“The language, and the approach, have de-valued Aboriginal people over the last 150 years. We have an opportunity to change the narrative from a cost to society of maintaining the welfare structures, to an investment language here in our region that looks at the future of indigenous peoples, the shared culture, the shared economy and productivity of indigenous people while protecting their own way of life”.
Paul Briggs 2021
The Goulburn Murray Prosperity Plan charts a future for our region that as its centrepiece has a proposition of equality, and a clear dividend if that equality is achieved. The Plan, supported by economic modelling from Deloitte Access Economics, states that if Aboriginal people in our region have the same outcomes in quality of life, health, employment, and economic prosperity, then in 15 years from now there will be an additional $150 million Gross Regional Product generated. Achievement shouldn’t be reduced just to an amount of money, but it is one measure to show that everyone will be a winner if we can unite as a region and make this plan work. More importantly, and central to the plan’s success, is creating an environment where people ascend to the top of Maslow’s hierarchy pyramid, moving beyond a focus on safety and relationships to esteem and self-actualization. This needs the region to acknowledge and celebrate Aboriginal culture, with its strengths such as connection to place, artistic expression based on an ancient spirituality and respect for family elders. Things that could and should be incorporated into our broader regional culture.
The plan has several strategic themes, ideas that we can all put our own lens on based on experiences. One theme is valuing the Yorta Yorta identity of the region as an asset. It is perhaps when you get outside the region that you realise how big a deal this is. I’ve been at conferences in Canberra, meetings in Brisbane and Adelaide, and when I have told people I am from Yorta Yorta country there is a deference. People admire what has already been achieved here. Influential people from a range of backgrounds cite Goulburn Murray Aboriginal leaders as inspiration for their work.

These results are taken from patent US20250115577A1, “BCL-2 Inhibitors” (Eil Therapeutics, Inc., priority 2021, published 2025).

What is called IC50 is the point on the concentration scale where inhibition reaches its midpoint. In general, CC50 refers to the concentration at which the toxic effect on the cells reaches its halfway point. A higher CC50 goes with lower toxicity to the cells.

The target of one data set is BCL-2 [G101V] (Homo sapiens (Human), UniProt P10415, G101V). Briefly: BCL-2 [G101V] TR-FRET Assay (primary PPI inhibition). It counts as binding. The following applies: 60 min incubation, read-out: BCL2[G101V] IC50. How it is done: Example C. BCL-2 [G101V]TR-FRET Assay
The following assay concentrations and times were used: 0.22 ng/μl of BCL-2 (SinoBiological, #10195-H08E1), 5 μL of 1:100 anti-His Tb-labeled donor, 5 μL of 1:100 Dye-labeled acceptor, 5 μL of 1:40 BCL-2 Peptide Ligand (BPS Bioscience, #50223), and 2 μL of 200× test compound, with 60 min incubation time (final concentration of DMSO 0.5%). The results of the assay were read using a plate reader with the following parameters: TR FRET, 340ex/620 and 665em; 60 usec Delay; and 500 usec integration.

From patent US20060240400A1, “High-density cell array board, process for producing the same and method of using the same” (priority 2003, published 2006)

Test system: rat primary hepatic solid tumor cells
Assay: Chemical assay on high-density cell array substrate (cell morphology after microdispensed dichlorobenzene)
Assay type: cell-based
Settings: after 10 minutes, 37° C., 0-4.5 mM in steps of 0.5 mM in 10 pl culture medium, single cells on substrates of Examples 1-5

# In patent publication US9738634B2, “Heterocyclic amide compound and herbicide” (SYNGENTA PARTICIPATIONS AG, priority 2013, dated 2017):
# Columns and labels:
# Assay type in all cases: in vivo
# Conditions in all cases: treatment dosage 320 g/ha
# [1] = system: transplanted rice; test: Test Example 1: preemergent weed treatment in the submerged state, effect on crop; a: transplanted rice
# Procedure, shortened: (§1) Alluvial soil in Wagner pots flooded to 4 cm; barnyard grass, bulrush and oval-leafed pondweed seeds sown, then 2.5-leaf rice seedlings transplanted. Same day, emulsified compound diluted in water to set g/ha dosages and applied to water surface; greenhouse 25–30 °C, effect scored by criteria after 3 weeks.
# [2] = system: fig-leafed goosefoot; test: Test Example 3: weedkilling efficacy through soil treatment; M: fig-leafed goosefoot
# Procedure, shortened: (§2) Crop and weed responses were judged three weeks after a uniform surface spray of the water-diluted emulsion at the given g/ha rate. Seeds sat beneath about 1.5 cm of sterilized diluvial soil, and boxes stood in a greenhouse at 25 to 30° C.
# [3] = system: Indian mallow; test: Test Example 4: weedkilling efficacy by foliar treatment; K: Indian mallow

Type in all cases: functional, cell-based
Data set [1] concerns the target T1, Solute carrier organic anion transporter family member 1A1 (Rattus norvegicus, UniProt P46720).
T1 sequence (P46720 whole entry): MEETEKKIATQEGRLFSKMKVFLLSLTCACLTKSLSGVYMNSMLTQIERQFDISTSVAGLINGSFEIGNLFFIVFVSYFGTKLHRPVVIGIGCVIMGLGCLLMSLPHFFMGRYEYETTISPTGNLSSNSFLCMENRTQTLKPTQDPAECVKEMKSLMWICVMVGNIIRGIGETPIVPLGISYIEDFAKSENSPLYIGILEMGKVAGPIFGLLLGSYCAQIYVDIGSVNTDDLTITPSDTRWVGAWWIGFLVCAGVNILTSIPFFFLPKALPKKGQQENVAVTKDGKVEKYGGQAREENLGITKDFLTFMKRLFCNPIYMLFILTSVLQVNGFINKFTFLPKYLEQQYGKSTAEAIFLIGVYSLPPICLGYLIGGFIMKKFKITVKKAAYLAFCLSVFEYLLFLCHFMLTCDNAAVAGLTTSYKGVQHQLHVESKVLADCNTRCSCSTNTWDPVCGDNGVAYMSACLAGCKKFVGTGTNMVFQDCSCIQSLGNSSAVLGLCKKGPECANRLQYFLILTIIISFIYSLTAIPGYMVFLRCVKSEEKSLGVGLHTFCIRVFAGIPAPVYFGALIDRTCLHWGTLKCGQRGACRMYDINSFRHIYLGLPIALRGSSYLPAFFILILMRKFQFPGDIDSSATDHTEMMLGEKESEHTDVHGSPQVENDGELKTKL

Other themes involve skills, pathways, and leadership. This cuts more broadly across all young people in the region. What if kids in year 7, including some Aboriginal kids who have come to think of the Goulburn Murray economy as not having a place for them, are mentored and inspired to follow a pathway based on their interests and aptitude? It could be academic, through entrepreneurship, in trades or in art. Getting this right involves expanding and diversifying our economy, a shared responsibility for productivity and understanding the concept of cultural safety in the workplace.
The plan talks about building enduring relationships, something I see as a huge opportunity right now. There is real leadership around this plan, both among Aboriginal and non-Aboriginal people. The Committee for Greater Shepparton backs this plan because it speaks to part of our reason for being – empowerment and inclusion. It is not just important to have a strong economy in our region – that economy must work for all the people in it. In 2036, when parity is achieved, sure, the $150 million extra in the region will be something to point to, but the rightness of the social justice outcomes will help the region find peace.
The plan is required reading for all people who value the future of our region, and can be found at